Nehemiah 2:5. I said, If it please the king, &c. — My request, whatever it is, I humbly and wholly submit to the king’s good pleasure, in which I am resolved to acquiesce. If thy servant have found favour in thy sight — I plead no merit, but humbly supplicate thy grace and favour, of which, having received some tokens, I am imboldened to make this farther request. That thou wouldst send me unto Judah, &c. — Wouldst give me a commission to go and build the walls of Jerusalem, and thereby make it a city again, for it is now in a defenceless state, as an open town, exposed on all sides to the attacks of its enemies. “A generous spirit,” says Lord Clarendon, “can think of nothing but relieving his country while it is under a general misery and calamity.”
Nehemiah 2:6. The queen also sitting by him — Which is here noted as an unusual thing, for commonly the kings of Persia dined alone; and perhaps because the queen expressed some kindness to him, and promoted his request. How long shall thy journey be? — This question showed the king’s affection for him, and that he was not willing to want his attendance longer than was necessary. So it pleased the king to send me — Having told the king how long he desired to be absent from his office, the king permitted him to go. How long that was, is not certain. But it is not likely it was for twelve years, mentioned Nehemiah 5:14; Nehemiah 13:6, but rather, he asked leave for a year, or perhaps for half that time: which made him so quick in despatching the building of the wall, which he finished in fifty-two days, chap. Nehemiah 6:15. After which, it is likely, he returned to Shushan, according to his appointment, and that the king sent him back as his governor for twelve years; his presence being very serviceable, or perhaps necessary there, for the better ordering of that province to the king’s satisfaction.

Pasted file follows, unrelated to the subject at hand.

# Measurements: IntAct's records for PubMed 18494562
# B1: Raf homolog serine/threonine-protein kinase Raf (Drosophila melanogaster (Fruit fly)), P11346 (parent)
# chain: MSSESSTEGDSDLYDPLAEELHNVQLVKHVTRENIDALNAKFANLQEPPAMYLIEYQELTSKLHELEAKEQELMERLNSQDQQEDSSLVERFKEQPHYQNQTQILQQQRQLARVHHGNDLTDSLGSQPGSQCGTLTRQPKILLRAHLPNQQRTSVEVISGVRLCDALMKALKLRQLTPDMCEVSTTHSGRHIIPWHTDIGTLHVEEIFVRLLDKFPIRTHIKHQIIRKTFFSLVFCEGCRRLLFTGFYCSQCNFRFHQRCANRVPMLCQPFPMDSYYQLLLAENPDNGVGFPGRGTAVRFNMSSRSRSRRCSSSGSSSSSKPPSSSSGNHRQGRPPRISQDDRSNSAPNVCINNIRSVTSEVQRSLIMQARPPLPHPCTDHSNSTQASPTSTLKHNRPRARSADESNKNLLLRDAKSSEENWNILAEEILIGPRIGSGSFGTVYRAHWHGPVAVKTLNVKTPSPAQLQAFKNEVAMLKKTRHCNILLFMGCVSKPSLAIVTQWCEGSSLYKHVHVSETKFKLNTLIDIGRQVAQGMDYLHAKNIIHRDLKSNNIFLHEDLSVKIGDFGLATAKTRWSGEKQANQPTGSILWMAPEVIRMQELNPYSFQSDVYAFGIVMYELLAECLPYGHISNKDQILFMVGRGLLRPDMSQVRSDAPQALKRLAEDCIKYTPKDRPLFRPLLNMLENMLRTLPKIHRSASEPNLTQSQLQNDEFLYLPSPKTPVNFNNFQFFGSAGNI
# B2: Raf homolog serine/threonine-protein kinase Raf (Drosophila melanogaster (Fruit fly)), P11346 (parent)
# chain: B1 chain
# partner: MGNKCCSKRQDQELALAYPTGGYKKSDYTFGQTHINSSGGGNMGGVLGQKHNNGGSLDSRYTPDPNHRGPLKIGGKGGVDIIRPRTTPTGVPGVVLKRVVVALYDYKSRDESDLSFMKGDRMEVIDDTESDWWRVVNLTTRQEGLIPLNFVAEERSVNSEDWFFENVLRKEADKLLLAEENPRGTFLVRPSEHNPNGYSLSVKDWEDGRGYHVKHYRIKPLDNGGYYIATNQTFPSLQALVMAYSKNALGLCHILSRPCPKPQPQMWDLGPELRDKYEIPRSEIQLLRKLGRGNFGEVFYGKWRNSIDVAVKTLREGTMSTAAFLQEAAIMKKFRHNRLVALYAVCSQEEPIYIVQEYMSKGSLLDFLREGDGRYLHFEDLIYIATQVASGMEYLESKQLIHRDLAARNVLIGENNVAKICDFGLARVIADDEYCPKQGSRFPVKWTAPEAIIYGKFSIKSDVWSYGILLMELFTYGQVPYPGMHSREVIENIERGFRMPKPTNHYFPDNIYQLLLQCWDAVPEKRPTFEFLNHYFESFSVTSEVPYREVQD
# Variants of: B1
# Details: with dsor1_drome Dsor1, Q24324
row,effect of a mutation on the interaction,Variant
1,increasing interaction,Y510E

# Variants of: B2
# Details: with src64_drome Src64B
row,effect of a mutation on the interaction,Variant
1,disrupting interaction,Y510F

Nehemiah 2:7-8. That they may convey me over till I come into Judah — May conduct me with safety through their several territories, and furnish me with necessaries on my journey. And a letter unto Asaph, the keeper of the king’s forest — The forest of Lebanon, famous for choice trees. That he may give me timber for the gates — The gates of the temple. For though the temple itself was built, yet the several courts seem not to have been walled about, nor the gates made leading to the temple. Of the palace — The king’s palace, which adjoined to the house of God. And for the house that I shall enter into — He desired leave to build a convenient house for himself, and for those that should be future governors. According to the good hand of my God upon me — By the divine favour, which inclined the king to do what he desired; which he calls God’s good hand, because we extend favour with our hands.
Nehemiah 2:9. Now the king had sent captains of the army and horsemen with me — This the king had done over and above what Nehemiah had desired; and it procured him the greater respect from the governors, when they saw the care which the king took for the safety of his person.